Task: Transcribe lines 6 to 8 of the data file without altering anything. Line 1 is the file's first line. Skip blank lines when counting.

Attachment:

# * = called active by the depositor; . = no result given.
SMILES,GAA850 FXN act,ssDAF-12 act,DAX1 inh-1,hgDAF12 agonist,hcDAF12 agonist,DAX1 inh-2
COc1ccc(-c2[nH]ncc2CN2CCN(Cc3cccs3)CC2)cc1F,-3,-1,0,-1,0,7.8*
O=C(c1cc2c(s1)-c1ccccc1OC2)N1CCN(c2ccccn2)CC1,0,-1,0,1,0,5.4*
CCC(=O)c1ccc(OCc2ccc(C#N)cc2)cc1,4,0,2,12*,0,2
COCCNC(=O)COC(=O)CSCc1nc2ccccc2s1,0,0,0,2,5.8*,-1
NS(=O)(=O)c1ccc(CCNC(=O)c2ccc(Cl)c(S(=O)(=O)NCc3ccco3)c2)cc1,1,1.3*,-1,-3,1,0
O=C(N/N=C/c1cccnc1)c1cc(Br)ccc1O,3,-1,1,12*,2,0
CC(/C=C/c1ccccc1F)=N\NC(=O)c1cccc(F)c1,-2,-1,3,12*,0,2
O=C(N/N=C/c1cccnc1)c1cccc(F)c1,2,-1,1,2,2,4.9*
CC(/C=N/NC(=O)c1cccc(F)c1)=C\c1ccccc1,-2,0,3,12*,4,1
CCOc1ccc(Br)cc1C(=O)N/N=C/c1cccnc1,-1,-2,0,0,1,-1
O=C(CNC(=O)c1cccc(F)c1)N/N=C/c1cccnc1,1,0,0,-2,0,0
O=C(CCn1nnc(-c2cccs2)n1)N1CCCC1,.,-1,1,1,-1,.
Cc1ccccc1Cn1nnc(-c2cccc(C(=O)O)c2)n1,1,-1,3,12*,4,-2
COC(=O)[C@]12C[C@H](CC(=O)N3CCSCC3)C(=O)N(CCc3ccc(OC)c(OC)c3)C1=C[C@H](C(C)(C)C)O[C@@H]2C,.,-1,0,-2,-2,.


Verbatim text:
COCCNC(=O)COC(=O)CSCc1nc2ccccc2s1,0,0,0,2,5.8*,-1
NS(=O)(=O)c1ccc(CCNC(=O)c2ccc(Cl)c(S(=O)(=O)NCc3ccco3)c2)cc1,1,1.3*,-1,-3,1,0
O=C(N/N=C/c1cccnc1)c1cc(Br)ccc1O,3,-1,1,12*,2,0